As for the world premiere, Edwaard Liang's Symphonic Dances set to Rachmaninov's last composition of the same name, I have to reserve judgment; my friends who liked it saw it from as far away as the balcony, where one said the patterns were fantastic. But from as close as I sat there were only a few beautiful lifts that relieved the constant churning. The costumes featured a strange underskin that made the dancers seem encased in snakeskin from the nipples to the collarbone. From close up, they just looked herpetic. Sarah Van Patten and Anthony Spaulding had considerable success with the second movement, Frances Chung and Dana Genshaft had wonderful moments in the first and third, but the thing just seemed to go on and on, with the Dies Irae wailing at you from the horns in the finale.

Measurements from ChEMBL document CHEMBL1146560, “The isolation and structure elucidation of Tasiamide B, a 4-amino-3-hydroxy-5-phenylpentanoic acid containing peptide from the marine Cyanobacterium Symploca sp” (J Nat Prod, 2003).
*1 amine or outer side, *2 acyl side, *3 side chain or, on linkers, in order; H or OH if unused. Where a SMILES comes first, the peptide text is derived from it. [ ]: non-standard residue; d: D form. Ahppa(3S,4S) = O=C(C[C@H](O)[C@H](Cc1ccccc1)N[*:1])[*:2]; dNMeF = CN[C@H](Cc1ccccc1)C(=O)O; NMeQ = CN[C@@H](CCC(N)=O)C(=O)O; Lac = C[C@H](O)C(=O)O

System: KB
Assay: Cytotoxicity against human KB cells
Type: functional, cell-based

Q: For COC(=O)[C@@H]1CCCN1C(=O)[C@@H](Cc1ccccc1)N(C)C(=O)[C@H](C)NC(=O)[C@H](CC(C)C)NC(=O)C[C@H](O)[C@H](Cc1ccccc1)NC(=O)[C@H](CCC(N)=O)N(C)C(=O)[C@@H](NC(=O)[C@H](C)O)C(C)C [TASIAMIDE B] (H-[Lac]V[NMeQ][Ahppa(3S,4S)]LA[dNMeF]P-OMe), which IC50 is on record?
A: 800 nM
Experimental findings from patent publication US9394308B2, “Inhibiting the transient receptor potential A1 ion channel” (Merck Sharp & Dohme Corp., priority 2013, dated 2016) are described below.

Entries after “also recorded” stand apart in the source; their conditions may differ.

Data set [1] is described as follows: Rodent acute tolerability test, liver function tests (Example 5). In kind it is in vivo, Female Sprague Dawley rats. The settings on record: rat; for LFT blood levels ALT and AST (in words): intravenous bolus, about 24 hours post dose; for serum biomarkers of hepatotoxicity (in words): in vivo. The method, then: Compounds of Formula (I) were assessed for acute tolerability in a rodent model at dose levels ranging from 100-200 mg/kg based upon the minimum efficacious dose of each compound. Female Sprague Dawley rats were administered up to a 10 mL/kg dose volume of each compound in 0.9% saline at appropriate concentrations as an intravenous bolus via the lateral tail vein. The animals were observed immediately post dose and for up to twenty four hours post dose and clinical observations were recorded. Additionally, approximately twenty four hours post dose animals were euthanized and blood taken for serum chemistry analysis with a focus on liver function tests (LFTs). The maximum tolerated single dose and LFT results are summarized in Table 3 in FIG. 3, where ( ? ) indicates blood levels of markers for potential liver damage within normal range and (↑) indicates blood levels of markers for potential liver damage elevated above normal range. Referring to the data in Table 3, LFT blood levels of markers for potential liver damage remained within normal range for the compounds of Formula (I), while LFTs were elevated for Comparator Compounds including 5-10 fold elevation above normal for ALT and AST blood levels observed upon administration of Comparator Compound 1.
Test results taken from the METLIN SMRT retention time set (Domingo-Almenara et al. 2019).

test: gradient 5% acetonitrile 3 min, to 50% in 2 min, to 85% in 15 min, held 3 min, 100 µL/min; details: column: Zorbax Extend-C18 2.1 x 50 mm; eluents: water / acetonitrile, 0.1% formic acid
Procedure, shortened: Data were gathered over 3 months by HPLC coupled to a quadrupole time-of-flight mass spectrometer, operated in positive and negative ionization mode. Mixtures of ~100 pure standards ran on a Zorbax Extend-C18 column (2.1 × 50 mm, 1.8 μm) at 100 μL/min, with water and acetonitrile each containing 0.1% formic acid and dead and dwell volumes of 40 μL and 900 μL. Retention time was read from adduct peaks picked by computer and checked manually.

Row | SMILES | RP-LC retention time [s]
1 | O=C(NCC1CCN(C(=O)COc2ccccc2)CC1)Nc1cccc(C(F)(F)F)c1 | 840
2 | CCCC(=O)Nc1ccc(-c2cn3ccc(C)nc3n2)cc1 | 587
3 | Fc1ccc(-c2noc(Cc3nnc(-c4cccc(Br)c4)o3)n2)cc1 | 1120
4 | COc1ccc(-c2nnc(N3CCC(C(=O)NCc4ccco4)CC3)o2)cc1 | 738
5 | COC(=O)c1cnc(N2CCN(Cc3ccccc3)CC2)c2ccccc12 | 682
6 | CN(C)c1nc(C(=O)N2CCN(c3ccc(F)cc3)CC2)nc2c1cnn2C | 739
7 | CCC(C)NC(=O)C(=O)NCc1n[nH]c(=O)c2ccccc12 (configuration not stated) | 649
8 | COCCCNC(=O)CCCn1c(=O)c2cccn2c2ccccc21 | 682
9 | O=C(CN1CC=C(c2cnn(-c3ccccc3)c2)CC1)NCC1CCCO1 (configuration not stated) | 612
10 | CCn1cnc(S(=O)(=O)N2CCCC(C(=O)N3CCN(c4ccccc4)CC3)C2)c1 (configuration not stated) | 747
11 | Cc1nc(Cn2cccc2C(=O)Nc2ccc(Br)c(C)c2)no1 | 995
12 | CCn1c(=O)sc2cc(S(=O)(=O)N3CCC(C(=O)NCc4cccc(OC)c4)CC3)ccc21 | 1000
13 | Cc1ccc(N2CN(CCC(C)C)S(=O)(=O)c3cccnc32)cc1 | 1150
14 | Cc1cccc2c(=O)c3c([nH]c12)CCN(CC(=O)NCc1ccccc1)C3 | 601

Robbins' Glass Pieces has no such pretensions – au contraire, it's his "pedestrian" piece. Robbins was one of those queers who made a living out of being a popular entertainer, and found shelter in that persona after nearly escaping exposure as a queer twice – during WWII, when he was rejected by the army for being queer, and during the McCarthy era, when he'd "finked" under threat of having his homosexuality exposed. He re-built his sense of security by making himself indispensible as America's court jester with the ballets Fancy Free and West Side Story.

In Glass Pieces, Robbins used music by composer Philip Glass, and filled the stage with dancers walking pell-mell like New Yorkers in a subway station. It's a huge crowd, and they adjust their trajectories while in their midst angelic creatures leap in like flawed superheroes, unobserved. The second and third movements quote and steal from Trisha Brown, Yvonne Rainer, and all the others, and build a sense of delight that sends the audience home filled with a sense  that modern life is crazy-busy but not so bad after all.